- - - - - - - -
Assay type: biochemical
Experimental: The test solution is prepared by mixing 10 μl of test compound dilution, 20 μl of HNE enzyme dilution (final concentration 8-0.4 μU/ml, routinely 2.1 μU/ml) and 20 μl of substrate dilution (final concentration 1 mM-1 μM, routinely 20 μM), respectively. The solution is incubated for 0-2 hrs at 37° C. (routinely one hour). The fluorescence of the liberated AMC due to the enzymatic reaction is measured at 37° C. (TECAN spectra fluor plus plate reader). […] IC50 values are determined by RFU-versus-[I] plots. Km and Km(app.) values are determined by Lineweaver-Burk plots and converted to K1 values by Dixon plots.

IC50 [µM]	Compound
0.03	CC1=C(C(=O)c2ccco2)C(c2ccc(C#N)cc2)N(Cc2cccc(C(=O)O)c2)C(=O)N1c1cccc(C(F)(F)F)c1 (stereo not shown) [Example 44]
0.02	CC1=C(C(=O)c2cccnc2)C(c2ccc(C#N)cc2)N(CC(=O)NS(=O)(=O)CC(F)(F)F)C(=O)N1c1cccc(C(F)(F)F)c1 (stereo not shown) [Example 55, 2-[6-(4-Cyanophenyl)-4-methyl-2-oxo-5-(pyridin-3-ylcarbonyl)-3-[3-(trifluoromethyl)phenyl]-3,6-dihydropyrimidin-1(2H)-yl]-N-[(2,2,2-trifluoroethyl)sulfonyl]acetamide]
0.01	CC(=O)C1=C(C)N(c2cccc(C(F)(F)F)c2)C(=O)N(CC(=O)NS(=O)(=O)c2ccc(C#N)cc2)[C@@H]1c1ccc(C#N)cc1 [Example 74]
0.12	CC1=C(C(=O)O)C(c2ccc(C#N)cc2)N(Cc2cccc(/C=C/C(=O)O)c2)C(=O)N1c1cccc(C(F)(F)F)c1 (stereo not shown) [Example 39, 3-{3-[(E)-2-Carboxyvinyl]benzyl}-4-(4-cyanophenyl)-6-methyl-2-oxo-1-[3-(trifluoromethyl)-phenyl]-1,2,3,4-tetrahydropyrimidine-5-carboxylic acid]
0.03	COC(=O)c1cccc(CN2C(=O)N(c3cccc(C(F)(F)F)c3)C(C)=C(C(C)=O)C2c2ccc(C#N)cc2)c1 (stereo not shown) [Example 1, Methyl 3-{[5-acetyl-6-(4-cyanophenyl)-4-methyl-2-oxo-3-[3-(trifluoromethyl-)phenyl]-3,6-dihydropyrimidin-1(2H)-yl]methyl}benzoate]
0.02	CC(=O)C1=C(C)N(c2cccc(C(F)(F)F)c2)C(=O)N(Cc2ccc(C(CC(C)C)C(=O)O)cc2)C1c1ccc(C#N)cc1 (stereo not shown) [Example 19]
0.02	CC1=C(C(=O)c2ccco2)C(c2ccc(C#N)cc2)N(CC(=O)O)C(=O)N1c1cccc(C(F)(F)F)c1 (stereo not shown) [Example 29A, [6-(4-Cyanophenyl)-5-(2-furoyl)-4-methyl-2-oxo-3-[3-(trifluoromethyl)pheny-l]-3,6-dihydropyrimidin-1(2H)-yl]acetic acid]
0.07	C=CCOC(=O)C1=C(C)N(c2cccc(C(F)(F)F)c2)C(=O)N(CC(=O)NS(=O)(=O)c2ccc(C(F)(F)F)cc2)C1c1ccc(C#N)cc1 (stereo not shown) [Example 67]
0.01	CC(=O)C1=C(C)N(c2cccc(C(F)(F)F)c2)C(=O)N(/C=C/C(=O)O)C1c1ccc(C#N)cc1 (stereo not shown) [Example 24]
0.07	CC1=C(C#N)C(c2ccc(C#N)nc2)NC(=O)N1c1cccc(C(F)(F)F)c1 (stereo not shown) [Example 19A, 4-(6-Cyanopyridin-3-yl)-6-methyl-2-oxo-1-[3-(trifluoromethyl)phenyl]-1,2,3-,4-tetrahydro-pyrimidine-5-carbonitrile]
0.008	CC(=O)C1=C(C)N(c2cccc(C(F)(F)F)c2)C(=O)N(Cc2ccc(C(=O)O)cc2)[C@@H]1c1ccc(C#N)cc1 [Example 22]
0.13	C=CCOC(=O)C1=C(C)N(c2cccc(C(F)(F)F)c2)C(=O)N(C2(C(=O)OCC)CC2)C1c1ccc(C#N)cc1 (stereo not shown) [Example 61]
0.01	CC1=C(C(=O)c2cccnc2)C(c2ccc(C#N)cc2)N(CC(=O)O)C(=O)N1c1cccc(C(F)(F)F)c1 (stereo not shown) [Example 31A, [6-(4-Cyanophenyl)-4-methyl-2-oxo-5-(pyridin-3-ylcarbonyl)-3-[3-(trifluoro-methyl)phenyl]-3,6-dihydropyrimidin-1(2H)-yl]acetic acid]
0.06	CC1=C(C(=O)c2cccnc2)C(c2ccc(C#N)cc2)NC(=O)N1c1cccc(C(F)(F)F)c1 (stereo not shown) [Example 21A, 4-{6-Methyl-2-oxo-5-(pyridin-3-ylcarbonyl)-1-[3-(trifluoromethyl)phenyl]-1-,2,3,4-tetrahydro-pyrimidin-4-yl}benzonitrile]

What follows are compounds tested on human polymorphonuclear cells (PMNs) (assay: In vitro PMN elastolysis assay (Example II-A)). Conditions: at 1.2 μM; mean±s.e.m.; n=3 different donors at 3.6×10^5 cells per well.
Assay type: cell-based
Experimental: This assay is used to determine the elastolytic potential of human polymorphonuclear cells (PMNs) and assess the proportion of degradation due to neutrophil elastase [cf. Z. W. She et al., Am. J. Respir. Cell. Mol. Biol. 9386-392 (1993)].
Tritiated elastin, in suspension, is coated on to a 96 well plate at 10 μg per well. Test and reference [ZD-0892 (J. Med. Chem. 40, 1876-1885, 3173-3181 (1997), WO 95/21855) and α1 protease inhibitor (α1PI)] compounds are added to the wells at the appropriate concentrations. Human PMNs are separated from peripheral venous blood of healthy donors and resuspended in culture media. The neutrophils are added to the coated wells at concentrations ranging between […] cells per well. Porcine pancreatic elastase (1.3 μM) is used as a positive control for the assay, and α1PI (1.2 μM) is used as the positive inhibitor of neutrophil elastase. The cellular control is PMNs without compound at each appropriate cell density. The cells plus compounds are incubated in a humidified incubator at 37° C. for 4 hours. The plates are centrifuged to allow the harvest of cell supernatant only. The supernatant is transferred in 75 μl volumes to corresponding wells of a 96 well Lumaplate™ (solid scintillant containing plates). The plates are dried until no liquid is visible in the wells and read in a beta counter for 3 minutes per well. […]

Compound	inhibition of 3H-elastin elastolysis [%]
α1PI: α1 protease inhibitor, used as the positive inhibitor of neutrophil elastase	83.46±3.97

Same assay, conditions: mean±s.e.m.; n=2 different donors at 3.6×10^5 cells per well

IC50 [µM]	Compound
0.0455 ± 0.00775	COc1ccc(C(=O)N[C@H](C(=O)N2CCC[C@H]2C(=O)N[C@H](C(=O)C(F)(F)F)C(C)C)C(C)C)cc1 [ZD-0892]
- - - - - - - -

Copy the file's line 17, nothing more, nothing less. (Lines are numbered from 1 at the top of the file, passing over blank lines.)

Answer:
0.06	CC1=C(C(=O)c2cccnc2)C(c2ccc(C#N)cc2)NC(=O)N1c1cccc(C(F)(F)F)c1 (stereo not shown) [Example 21A, 4-{6-Methyl-2-oxo-5-(pyridin-3-ylcarbonyl)-1-[3-(trifluoromethyl)phenyl]-1-,2,3,4-tetrahydro-pyrimidin-4-yl}benzonitrile]